One partial solution is to require public corporations to disclose how much money they are spending on politics and where it is going. After all, in Citizens United, the Supreme Court relied on shareholders to monitor corporate political spending and ensure that directors and officers are only engaging in political activity that is in the company's (and the shareholders') interests. Last month, an all-star committee of corporate law professors* petitioned the Securities and Exchange Commission to write rules requiring corporate disclosure of political activities.
Although political contributions may not seem as important to investors as, say, a company's income statement and balance sheet, the SEC certainly has the power to require their disclosure. The Securities Exchange Act of 1934 authorizes the SEC to write regulations that are "necessary or appropriate in the public interest or for the protection of investors." There is a strong argument that mandatory disclosure is in the public interest, since it helps voters know who is paying for the attack ads they see on TV. In addition, disclosure also helps investors make ordinary investing decisions. The more money a company spends on politics, the lower the profits available for shareholders--unless it is earning a positive rate of return on its political spending.
Now, public companies don't have to disclose how they spend every single dollar. To a large extent, what they do is left up to the judgment of executive managers, who are periodically evaluated by the board of directors, who are nominally elected by shareholders. This is to protect companies from having to disclose huge amounts of information and from being micromanaged by their shareholders. So arguably the board could monitor political spending and make sure it is in the shareholders' interests. But that argument, as people say in law school, "proves too much." If we could always trust boards to ensure that companies only act in the shareholders' interests, then we would hardly need any disclosures at all.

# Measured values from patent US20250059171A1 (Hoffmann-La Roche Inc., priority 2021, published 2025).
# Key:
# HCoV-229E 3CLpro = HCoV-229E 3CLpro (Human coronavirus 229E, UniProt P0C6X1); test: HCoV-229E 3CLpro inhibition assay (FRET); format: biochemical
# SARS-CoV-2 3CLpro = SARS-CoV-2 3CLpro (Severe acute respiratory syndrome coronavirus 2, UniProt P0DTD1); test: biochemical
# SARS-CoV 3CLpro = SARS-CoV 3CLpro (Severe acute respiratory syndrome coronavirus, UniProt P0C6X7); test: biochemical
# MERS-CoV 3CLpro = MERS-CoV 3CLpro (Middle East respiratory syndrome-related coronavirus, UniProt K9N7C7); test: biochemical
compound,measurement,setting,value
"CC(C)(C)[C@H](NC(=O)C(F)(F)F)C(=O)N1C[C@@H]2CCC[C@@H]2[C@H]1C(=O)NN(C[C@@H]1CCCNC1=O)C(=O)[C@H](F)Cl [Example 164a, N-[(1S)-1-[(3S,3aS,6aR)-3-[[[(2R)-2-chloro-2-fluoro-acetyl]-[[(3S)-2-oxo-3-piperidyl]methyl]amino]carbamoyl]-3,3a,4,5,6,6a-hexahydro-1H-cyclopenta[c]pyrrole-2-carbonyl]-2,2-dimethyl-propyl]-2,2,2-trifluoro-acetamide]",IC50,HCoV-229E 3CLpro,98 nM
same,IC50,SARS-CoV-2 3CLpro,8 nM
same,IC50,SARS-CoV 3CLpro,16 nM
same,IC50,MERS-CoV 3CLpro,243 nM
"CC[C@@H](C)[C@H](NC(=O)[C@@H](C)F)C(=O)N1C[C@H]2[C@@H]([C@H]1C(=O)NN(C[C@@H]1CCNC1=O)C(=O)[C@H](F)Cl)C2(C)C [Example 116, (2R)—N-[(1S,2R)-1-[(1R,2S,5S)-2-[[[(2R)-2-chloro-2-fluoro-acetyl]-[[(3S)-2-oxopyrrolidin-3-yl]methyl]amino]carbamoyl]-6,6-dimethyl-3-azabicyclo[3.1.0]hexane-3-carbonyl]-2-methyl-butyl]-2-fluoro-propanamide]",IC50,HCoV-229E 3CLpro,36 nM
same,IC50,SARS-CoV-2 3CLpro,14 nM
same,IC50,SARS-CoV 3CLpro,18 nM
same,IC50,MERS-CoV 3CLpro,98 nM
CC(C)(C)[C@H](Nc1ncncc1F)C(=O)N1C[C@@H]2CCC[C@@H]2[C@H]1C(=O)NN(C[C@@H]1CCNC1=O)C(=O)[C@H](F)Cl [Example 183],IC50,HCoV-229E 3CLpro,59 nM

There are certainly other areas where disclosures are already required in a level of detail out of proportion to their immediate economic significance. The most obvious is compensation of directors and officers. Here, the fear is that the directors and officers have a conflict of interest--their bank accounts versus the shareholders' bank accounts--and that therefore the usual mechanisms of corporate governance may not work.
The exact same thing is true of political spending. Corporations certainly do spend money on political activities that they expect to improve their bottom lines: hence the hundreds of millions of dollars financial institutions spent on lobbying against financial reform. But if their political spending is left solely up to executives and maybe directors, those people also have personal interests that they can advance by directing money to their preferred political organizations. For example, corporate executives often own a lot of stock, so they have an incentive to support politicians who will be friendly to their companies. But they are also rich people, so they have an incentive to support politicians who will reduce taxes on the rich (and especially taxes on gains from stock)--even though lower taxes mean less money for the infrastructure spending that many businesses want and even the Chamber of Commerce wants. (For more on this topic, see Part II.C of this paper by Lucian Bebchuk and Robert Jackson.)